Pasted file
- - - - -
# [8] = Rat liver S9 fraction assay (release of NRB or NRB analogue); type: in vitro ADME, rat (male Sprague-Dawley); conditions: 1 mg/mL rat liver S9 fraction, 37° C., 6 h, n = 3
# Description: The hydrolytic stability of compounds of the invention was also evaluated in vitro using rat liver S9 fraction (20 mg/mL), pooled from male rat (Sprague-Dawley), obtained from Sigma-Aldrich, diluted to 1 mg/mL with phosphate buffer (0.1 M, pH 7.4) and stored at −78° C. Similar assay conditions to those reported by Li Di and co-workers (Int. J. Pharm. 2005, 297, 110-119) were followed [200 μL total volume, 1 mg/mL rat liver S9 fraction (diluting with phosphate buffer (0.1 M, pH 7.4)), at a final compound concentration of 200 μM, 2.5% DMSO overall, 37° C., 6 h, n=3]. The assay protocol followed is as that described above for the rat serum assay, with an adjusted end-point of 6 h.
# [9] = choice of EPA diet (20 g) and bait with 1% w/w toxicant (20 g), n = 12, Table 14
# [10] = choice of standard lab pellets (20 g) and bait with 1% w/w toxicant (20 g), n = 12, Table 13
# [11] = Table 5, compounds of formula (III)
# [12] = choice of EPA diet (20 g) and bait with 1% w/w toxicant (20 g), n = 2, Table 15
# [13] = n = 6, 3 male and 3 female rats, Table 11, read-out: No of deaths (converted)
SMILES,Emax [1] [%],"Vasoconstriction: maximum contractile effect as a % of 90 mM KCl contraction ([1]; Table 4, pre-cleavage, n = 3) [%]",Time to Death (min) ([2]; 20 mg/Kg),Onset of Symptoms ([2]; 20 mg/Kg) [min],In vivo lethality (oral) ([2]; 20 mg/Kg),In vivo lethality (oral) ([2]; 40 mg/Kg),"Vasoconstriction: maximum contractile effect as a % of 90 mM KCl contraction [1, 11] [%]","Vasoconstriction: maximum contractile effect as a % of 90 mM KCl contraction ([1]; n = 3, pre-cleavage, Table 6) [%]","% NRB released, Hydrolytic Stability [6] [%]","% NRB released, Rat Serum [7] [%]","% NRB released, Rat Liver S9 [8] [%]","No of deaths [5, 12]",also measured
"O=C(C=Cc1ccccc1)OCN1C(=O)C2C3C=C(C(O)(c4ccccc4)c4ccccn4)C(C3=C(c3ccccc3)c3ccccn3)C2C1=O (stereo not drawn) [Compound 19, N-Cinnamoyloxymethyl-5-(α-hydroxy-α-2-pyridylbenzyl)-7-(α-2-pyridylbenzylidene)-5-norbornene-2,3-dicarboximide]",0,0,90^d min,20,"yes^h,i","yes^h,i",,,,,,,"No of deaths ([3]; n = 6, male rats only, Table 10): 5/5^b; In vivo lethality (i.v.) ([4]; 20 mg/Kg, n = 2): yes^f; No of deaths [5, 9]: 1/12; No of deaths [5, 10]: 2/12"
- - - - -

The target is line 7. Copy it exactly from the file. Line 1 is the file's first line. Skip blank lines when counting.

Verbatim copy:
# [13] = n = 6, 3 male and 3 female rats, Table 11, read-out: No of deaths (converted)